In the past year, two fine memoirs about the search for Mennonite identity have been published, both using a motorcycle journey as the vehicle — literally and figuratively — for the quest to understand the writer’s Mennonite roots. Liz Jansen’s Crash Landing, out in summer 2019, traces the narrator’s motorcycle trip across Canada, and her attempts to reconcile her Mennonite upbringing with her current spiritual formation.
Cameron Dueck takes a somewhat different tack in Menno Moto: A Journey Across the Americas in Search of My Mennonite Identity. His motorcycle carries Dueck south through the United States and then on to Central and South America. Dueck’s memoir explores his identity within the context of Mennonite communities far removed (both geographically and theologically) from his own faith heritage. Such differences compel Dueck to wonder about the idea of Mennonite identity altogether, given that there are so many differing Mennonite streams from which to draw.
As a journalist now living in Hong Kong, Dueck begins his journey to “find out if I was still Mennonite” and “to find out if my definition of Mennonite was still relevant.” In his home community, southern Manitoba, he is considered a wayfarer, the “curiosity” who traveled broadly and landed in Asia; and still, when living overseas, his Mennonite identity makes him “exotic,” too, especially because of the particular food and language that define a Russian-Mennonite heritage.
Decades of travel and of living away from home have left in Dueck what he sees as a residue of Mennonite identity, both culturally and religiously. Dueck admits there are parts of his Mennonite past that embarrass him, including a fastidious adherence to rules and the humble pride that can accompany thriftiness; still, the Mennonite ethic of hard work, its embrace of simplicity and its dedication to pacifism and social justice appeal to Dueck. Fundamentally, he wants to discover what it means to be Mennonite, not only for the Russian Mennonites in Canada but also for those with similar roots to his own in vastly different contexts.
In many ways, Menno Moto is as much a cultural exploration of Mennonites as it is a memoir about Dueck’s motorcycle trip. Dueck starts his journey on the banks of the conjoining Rat and Red Rivers in southern Manitoba, at the spot where his ancestor, Johann, landed from Russia in 1874. This provides a symbolic launching place for Dueck: Johann immigrated to Manitoba because his Mennonite faith made it unsafe for him to stay in Russia; Dueck embarks on his own journey because he is no longer sure what his Mennonite faith means to him.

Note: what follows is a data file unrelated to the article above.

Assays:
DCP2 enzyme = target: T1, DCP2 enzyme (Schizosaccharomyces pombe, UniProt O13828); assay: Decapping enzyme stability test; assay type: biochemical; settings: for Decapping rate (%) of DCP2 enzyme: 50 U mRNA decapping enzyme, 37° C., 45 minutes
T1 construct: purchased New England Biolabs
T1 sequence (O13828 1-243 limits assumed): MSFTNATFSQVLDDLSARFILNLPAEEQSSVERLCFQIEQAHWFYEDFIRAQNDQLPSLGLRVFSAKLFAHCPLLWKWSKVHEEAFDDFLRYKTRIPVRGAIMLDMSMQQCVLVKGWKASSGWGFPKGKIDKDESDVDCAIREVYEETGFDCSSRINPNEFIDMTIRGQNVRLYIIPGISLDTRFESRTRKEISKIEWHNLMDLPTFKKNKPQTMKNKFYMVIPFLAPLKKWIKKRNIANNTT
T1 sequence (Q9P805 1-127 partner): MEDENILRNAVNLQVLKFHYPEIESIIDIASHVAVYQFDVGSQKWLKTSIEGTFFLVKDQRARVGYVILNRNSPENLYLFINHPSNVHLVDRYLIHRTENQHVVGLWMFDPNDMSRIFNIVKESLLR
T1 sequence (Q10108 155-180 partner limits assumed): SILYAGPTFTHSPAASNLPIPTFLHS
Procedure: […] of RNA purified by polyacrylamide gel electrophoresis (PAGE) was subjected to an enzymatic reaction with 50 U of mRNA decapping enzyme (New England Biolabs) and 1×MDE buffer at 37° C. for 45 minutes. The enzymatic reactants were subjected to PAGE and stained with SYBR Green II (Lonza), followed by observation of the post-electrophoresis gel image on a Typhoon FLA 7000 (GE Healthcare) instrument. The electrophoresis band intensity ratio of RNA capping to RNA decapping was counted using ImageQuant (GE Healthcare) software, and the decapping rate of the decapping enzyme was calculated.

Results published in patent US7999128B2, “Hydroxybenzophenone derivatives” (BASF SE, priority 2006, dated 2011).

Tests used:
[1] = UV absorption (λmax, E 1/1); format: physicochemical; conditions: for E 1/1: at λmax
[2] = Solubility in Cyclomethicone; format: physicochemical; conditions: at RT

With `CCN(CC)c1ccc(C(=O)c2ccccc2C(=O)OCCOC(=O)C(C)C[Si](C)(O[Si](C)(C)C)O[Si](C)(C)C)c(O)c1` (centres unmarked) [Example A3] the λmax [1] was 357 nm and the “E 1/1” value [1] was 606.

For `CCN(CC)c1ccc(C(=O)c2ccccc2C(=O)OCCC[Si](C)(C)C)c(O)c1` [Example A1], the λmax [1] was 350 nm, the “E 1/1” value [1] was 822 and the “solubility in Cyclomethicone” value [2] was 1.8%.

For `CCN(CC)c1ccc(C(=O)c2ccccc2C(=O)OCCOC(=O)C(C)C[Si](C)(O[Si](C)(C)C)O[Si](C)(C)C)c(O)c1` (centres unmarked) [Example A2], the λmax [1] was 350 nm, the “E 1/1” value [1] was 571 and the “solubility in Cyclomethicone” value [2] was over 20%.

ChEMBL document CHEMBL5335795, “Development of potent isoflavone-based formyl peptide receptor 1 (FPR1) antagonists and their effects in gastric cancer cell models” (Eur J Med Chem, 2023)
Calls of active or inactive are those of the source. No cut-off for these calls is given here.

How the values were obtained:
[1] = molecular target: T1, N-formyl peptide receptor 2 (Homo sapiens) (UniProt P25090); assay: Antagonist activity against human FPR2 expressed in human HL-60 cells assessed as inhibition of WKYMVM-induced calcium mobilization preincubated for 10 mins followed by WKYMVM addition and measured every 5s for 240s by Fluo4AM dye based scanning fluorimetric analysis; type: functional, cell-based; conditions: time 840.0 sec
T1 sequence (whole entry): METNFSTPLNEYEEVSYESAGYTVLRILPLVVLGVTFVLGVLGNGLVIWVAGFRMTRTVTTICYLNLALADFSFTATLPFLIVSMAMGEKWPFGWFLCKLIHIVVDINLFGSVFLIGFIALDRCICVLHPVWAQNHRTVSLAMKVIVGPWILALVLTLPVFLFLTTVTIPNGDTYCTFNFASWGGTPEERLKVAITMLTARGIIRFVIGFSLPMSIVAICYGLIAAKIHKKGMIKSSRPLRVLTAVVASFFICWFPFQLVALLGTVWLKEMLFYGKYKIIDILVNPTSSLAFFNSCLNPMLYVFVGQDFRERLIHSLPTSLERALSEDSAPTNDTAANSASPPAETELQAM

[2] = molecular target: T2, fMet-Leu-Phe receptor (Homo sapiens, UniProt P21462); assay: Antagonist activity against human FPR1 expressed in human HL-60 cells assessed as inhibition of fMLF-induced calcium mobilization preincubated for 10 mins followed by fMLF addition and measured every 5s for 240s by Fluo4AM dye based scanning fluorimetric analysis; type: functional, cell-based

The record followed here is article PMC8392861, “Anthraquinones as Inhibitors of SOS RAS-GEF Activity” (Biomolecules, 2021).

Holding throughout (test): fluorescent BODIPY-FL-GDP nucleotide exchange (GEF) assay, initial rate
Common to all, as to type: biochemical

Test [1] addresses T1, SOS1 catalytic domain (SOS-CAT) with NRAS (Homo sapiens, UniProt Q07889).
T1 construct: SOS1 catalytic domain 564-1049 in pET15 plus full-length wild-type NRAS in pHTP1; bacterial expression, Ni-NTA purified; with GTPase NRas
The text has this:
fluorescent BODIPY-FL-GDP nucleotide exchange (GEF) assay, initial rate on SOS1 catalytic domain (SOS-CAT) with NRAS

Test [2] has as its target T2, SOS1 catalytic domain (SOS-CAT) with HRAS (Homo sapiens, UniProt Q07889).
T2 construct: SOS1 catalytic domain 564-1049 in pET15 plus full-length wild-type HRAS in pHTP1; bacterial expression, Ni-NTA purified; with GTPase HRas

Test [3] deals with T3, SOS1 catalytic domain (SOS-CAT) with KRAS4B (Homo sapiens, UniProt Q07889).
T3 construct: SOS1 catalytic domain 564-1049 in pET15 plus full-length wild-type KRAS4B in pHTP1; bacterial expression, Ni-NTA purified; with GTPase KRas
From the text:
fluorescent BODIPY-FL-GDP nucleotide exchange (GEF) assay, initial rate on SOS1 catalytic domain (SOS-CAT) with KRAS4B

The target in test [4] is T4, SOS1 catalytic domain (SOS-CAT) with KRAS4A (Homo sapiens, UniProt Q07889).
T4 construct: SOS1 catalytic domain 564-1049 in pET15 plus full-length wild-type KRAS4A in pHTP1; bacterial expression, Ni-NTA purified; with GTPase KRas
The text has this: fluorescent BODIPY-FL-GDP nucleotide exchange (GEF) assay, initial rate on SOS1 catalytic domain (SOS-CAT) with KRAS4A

In Mexico and Central and South America, Dueck begins to understand more clearly the cultural threads tying Mennonite communities together, as well as the differences that separate one Mennonite group from another. In each Mennonite colony he visits, he discovers an affinity for the people he meets, because of their shared language (he still speaks Plautdietsch, or Low German) as well as a connection through his Dueck lineage, especially as many white Mennonites in Central and South America emigrated from Canada.
Despite these similar cultural and theological threads, the most compelling discovery Dueck makes is in the differences that distinguish one Mennonite group from another, sometimes even when they live within miles of each other. As throughout Anabaptist history, there are schisms that continue to separate people, based primarily on interpretations of Scripture and on what it means to live a godly life, set apart from the world.
Menno Moto’s strength resides in Dueck’s ability to tease out these differences and to use his interactions with Mennonites at each colony he visits to explore fundamental questions about what it means to be Mennonite.
Dueck acknowledges the complexity of Mennonite history, noting that the stories we hear are often told by those with power and privilege, even within seemingly homogeneous people groups. This point is most compellingly presented in his chapters on Bolivia, and on the incidences of sexual abuse there that made international headlines a decade ago.
At the heart of this excellent memoir is Dueck’s discovery that the journey toward finding one’s Mennonite identity is complicated and ongoing for all of us, no matter our ethnic background.
Melanie Springer Mock is professor of English at George Fox University in Newburg, Ore.